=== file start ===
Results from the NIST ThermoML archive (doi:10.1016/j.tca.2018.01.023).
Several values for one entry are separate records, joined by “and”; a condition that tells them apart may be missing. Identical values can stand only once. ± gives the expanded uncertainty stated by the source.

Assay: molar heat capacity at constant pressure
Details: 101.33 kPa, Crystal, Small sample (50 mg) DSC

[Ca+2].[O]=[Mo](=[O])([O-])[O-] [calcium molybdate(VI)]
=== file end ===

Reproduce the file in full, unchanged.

Results from the NIST ThermoML archive (doi:10.1016/j.tca.2018.01.023).
Several values for one entry are separate records, joined by “and”; a condition that tells them apart may be missing. Identical values can stand only once. ± gives the expanded uncertainty stated by the source.

Assay: molar heat capacity at constant pressure
Details: 101.33 kPa, Crystal, Small sample (50 mg) DSC

[Ca+2].[O]=[Mo](=[O])([O-])[O-] [calcium molybdate(VI)]